Image Output - Pie
A nice way to introduce complex programming and algorithms into your work is by drawing graphs and charts from data provided by the user or stored in files/databases on the server.
This example looks at producing a pie chart from a set of values.
$im = @imagecreate(600, 400);
// data, labels and colours
$dataitems = array(37, 100, 82, 93);
$datalabels = array('Cheese', 'Hamster', 'Geography', 'Life');
// define black for outlining and text
$black = imagecolorallocate($im, 0, 0, 0);
// white for background
$white = imagecolorallocate($im, 255,255,255);
// make an array of usable colours
$grey = imagecolorallocate($im, 0xC0, 0xC0, 0xC0);
$navy = imagecolorallocate($im, 0x00, 0x00, 0x80);
$red = imagecolorallocate($im, 0xFF, 0x00, 0x00);
$green = imagecolorallocate($im, 0x00, 0xFF, 0x00);
$usablecols = array($grey, $navy, $red, $green);
// work out angles for each segment and add % to data labels
$total = array_sum($dataitems);
$angles = array();
$angles[$i] = $dataitems[$i]/$total*360;
$pcent = round($dataitems[$i]/$total*100,1);
$datalabels[$i] = $datalabels[$i]." ".$pcent."%";
// fill image white
imagefilledrectangle($im, 0,0,599, 399, $white);
$lastangle = 0;
imagefilledarc($im,199,199,390,390, $lastangle,$lastangle+ $angles[$i], $usablecols[$i], IMG_ARC_PIE);
$lastangle = $lastangle+ $angles[$i];
// circle outline in black
imageellipse($im,199,199, 390,390, $black);
// create key
imagefilledrectangle($im, 420, 10 + ($i*30), 435,25 + ($i*30), $usablecols[$i]);
imagerectangle($im, 420, 10 + ($i*30), 435,25 + ($i*30), $black);
imagestring($im, 5,450,10 + ($i*30),$datalabels[$i], $black);
Although our pie chart script works fine as is, there are a couple of things to think about carefully.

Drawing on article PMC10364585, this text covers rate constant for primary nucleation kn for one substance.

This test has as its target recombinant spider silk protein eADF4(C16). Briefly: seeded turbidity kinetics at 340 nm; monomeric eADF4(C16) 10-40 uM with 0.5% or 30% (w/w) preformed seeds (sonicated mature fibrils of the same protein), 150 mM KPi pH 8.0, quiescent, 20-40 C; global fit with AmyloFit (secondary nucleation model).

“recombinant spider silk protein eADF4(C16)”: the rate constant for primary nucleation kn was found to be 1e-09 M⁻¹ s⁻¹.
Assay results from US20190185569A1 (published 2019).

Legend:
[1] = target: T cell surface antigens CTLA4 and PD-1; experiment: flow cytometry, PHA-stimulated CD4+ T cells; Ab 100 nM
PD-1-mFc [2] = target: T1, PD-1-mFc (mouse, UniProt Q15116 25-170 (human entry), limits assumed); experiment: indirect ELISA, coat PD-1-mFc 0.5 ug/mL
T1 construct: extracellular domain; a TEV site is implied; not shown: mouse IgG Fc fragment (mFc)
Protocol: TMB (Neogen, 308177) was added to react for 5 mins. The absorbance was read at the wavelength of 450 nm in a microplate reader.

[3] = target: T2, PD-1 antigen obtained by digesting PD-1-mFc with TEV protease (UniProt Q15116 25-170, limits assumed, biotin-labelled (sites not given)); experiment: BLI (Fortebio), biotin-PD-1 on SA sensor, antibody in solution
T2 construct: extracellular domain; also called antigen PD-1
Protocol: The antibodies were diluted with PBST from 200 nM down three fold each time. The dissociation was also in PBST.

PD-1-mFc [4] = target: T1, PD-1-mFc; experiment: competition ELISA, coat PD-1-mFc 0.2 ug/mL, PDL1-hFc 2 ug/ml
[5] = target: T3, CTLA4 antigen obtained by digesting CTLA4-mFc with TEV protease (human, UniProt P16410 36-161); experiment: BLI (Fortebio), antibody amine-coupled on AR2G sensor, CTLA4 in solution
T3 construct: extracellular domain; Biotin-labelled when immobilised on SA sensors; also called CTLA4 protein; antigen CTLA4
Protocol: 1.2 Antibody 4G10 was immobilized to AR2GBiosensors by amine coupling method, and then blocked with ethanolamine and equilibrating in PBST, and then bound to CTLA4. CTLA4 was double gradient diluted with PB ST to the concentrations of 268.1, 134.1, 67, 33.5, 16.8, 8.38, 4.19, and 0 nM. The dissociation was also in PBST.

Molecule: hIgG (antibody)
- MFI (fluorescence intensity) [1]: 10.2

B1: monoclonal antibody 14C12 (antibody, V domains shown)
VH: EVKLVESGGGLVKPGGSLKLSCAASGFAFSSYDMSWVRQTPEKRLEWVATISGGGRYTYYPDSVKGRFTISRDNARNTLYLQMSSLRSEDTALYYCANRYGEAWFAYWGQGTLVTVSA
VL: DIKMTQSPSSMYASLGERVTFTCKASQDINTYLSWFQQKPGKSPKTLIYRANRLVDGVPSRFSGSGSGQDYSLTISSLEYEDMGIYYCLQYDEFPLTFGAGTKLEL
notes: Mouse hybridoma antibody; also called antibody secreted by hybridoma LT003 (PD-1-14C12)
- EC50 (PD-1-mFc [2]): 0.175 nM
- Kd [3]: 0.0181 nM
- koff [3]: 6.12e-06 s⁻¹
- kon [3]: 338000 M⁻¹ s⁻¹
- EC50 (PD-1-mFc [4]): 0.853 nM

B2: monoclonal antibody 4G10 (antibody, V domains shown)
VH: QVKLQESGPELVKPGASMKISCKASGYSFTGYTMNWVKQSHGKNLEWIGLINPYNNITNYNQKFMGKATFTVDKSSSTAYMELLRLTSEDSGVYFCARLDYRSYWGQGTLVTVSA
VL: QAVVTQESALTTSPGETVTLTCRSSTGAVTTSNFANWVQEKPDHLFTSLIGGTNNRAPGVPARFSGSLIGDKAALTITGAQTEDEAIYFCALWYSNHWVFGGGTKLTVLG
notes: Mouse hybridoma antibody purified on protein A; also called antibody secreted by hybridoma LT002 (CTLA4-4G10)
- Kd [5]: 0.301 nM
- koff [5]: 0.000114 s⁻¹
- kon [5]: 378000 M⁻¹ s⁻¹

- The data items, their labels and the colours to be used with them are all hard-coded into the script. It would be much better to have the script take the information from another source (eg user input or a file/database on the server).
- To make this script a little simpler, the colour array has been made quite clumsily. Either there is a need for a better method of passing a list (of unspecified length) of colours to the script or you should predefine enough colours to cover most scenarios. A pie chart with say, 8 items, is always going to be crowded - that seems like a sensible cut-off point.
- I allowed a small amount of extra width for the key. The smallest drawing font is being used and my current labels fit the space. More work is likely to be needed if data labels are too much longer than the current ones.
Other considerations about graphs in general.
- There are some graphing and charting libraries that can be used. There is one that is compatible with the GD library. It's relatively easy to add these items to your own W/LAMP server installation - not so easy if you are using an environment over which you have no control. It's also not as useful to A level projects as when you do all of the work yourself.
- Pie charts show how each data item relates to the whole. The information they show is all about proportion. With lots of data items (eg 12 months of rainfall data), you may find that a chart showing totals is better. Bar/Column graphs and line graphs are pretty good for this.
- When the number of items to be displayed in a column graph is not known at design time (because the user or other modules in the program can cause it to vary), you may need to consider scaling. This is not as hard as it sounds. To get the width of a column, divide the available width by the number of items you want to display. For the height, you need the range of values (or if negative values or not possible), the maximum value. The available height divided by the range gives you the information you need to scale the heights.
- Some graphs need axes with major/minor ticks as well as some labels. This means drawing some straight lines at fixed points and then drawing lots of small horizontal/vertical lines across the axes. Loops are your friend here.